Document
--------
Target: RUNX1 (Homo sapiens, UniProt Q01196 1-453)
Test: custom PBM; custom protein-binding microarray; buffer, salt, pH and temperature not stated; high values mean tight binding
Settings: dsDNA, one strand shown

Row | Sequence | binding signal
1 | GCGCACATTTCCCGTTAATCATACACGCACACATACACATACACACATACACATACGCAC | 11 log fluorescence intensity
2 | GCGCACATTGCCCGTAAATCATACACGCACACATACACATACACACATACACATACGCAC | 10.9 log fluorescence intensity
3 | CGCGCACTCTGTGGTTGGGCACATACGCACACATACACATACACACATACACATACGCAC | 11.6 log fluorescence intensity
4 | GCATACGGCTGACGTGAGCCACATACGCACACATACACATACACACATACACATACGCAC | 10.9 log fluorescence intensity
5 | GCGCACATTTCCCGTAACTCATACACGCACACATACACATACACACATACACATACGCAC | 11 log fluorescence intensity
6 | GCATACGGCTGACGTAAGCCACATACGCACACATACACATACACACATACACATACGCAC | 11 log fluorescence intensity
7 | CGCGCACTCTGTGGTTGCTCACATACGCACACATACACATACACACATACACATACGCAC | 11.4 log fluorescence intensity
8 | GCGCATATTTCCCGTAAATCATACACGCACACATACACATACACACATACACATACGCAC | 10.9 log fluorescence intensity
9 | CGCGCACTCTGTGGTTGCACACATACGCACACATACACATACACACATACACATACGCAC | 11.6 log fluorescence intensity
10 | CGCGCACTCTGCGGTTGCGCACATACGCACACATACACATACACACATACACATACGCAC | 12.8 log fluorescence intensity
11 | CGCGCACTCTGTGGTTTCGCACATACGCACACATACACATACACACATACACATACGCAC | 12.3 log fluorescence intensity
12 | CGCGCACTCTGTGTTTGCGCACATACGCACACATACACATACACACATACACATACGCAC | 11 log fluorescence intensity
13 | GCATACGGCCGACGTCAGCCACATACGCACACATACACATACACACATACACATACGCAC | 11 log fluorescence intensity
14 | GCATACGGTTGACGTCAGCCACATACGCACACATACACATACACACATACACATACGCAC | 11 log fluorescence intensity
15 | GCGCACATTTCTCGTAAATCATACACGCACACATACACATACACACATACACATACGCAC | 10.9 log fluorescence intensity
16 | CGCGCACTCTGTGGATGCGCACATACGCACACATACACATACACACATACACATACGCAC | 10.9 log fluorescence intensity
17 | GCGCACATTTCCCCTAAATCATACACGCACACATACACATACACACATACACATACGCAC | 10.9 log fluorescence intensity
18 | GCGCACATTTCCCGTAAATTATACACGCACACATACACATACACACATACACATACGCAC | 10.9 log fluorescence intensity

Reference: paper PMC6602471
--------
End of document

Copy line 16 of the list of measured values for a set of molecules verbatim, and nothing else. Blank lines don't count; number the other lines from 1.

12 | CGCGCACTCTGTGTTTGCGCACATACGCACACATACACATACACACATACACATACGCAC | 11 log fluorescence intensity